New First Anchor in Cassidy Arch Canyon, Capitol Reef National Park
The Coalition of American Canyoneers was asked by Capitol Reef National Park to consult on anchors in Cassidy Arch Canyon. This canyon has seen a tremendous increase in canyoneering activity over the past couple of years. The traditional first anchor was off of a tree above the arch on canyon left. The tree is showing signs of wear and tear and there are numerous rope grooves on the rock, either from rappelling or pulling the rope. In order to mitigate this damage, canyoneers were asked to use a retrievable anchor off of the tree.
Recently compliance with this request has been less than 100%, continuing to damage the rock and leaving a sling on the tree much of the time.
On June 6th, CAC members Dean Brooks and Tom Jones visited the site with Capitol Reef Canyoneering Lead Ranger Josh Olsen and prepared recommendations to the Park. Consequently, Capitol Reef NP requested that a permanent bolt anchor be installed. The new anchor is just downstream of the tree on canyon left (LDC), about 20 feet towards the arch. As always, anchors of all types must be thoroughly inspected each time before use. Webbing may need to be replaced. Periodically bolts may need to be replaced; placing and replacing bolts in Capitol Reef NP requires a permit from the Park.
Additionally, several problematic anchors have been identified downcanyon – either causing rope groove damage or relying on stressed vegetation. The Park has approved replacement fixed anchors to address these issues. Installation work will proceed throughout the summer in anticipation of the fall canyon season. Until then, rappels can be made off the current anchors.
Please use the new anchor. Do not use the tree.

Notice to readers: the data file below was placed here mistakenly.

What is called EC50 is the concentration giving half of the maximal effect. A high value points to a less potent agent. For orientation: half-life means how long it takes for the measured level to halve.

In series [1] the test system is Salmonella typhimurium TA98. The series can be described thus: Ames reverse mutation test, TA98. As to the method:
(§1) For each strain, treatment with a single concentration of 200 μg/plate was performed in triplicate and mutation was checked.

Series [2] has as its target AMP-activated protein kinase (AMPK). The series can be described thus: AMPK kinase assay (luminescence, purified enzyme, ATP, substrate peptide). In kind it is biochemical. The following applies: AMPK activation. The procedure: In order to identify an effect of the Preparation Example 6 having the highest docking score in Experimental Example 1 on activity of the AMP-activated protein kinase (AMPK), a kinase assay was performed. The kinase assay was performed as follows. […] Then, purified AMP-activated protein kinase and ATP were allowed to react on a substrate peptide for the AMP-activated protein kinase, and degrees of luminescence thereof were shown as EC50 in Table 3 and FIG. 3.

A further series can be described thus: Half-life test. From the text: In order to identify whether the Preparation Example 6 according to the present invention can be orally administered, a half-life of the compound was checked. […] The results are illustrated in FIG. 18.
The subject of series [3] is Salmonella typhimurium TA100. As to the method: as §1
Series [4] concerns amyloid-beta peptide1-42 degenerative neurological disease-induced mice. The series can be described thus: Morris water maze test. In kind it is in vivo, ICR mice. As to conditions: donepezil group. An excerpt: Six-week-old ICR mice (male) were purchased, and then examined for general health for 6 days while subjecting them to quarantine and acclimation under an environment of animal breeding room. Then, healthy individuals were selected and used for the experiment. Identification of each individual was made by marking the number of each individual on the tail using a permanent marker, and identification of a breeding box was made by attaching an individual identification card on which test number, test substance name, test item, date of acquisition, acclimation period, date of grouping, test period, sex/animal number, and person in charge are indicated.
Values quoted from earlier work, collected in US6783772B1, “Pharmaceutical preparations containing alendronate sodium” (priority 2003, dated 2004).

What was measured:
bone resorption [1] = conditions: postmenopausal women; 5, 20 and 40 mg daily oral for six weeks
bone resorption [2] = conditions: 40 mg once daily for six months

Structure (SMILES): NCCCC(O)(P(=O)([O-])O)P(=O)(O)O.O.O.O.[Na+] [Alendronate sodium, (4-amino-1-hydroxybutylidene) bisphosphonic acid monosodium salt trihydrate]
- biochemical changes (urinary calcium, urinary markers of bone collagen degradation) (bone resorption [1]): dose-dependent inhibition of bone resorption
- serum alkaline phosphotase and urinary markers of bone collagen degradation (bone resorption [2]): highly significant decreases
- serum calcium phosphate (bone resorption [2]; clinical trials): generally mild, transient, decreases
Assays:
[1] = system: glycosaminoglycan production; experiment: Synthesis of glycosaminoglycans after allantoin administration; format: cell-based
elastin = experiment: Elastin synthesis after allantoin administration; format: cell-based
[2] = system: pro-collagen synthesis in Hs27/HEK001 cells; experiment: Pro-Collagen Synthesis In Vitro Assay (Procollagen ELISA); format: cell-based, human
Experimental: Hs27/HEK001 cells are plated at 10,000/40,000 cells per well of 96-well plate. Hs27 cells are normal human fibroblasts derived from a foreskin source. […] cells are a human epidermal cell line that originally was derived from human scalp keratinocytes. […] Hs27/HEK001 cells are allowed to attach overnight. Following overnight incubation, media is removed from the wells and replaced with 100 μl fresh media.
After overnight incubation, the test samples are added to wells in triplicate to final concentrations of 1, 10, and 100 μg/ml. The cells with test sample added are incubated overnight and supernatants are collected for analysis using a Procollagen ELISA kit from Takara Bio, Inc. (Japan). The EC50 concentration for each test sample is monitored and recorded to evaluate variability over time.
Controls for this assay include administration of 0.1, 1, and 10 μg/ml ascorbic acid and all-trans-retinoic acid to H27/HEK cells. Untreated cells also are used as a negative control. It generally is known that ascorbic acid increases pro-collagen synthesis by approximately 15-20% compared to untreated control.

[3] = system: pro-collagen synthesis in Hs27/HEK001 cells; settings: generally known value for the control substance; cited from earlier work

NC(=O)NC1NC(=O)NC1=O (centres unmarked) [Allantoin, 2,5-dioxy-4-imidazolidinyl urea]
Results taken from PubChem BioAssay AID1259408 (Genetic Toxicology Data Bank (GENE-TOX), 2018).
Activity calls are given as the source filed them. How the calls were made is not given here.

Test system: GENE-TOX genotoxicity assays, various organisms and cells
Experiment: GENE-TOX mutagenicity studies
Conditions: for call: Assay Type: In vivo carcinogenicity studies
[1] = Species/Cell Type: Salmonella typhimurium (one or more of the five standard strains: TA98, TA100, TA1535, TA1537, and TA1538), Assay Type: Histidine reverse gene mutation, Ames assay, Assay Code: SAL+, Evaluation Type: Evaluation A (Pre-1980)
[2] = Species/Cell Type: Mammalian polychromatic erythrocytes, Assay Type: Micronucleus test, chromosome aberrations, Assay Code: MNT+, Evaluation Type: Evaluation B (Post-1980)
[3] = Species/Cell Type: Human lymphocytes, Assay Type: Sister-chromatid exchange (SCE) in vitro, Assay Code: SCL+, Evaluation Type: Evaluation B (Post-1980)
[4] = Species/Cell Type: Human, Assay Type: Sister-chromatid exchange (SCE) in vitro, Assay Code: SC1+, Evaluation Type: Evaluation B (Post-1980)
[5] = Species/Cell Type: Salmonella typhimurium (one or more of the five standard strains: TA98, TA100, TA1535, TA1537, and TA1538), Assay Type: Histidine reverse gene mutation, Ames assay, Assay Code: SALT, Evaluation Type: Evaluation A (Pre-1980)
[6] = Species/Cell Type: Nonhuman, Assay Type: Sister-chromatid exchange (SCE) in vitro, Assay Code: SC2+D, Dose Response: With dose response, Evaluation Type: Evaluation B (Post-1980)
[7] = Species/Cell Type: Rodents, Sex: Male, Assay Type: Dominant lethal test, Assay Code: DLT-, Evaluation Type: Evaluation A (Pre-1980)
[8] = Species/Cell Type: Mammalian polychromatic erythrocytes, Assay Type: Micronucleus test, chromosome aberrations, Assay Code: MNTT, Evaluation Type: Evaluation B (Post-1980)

Cassidy Arch Canyon • Anchor Evaluation • June 6, 2016
Cassidy Arch Canyon is located in Capitol Reef National Park, near Torrey, Utah. The Canyon was first brought to the general (Internet) canyoneering public’s attention in 2007, and has been recognized as a high-quality rappel-oriented canyon with a short approach and a high fun factor. Many of the groups going through the canyon are of limited experience and expertise. Cassidy Arch Canyon is the most popular canyon in CRNP.
Cassidy Arch is a dramatic Wingate Sandstone arch at the top of the escarpment above the western end of Grand Wash accessed by a constructed trail off the scenic drive not far south of the Visitor Center. A moderate trail climbs 400 feet in about a mile to the top of the arch and a spectacular view of the rugged lands to the southwest. The trail is popular with hiking visitors to the Park.
The canyoneering route starts with a dramatic 150-foot rappel through the hole behind the arch. There is one small pinon pine located on a small ledge right at the edge of the hole that is used as the anchor. Canyoneers have been encouraged to use a retrievable anchor off this tree, so they do not leave a visible sling and ring that the hiking visitors would notice. Many people consider anchor slings left by canyoneers to be unsightly litter and/or an attractive nuisance, and the general ethic in canyoneering is to not leave anchor webbing where it is visible to hiking visitors. With the increase in traffic, slings have been left on the tree on a regular basis, though often removed by the next group.
Canyoneers in general prefer to descend canyons using natural objects for anchors, rather than using drilled construction bolts. Bolts are usually reserved for locations where no practical natural anchor can be found, and in canyons with a lot of traffic, where bolts can be used to minimize traffic damage to the natural environment. When Cassidy Arch Canyon was brought to the public’s attention in 2007, there were bolt-anchors in place for three of the seven rappels. The second rappel in particular has an unusual geometry that does not provide much opportunity to utilize a natural anchor, plus doing so would likely leave a fair bit of webbing that would be visible to hiking visitors from the Arch. The bolted anchor is well situated both for easy access and a clean line of rappel, and is in a place that is not visible from the Arch and adjacent areas.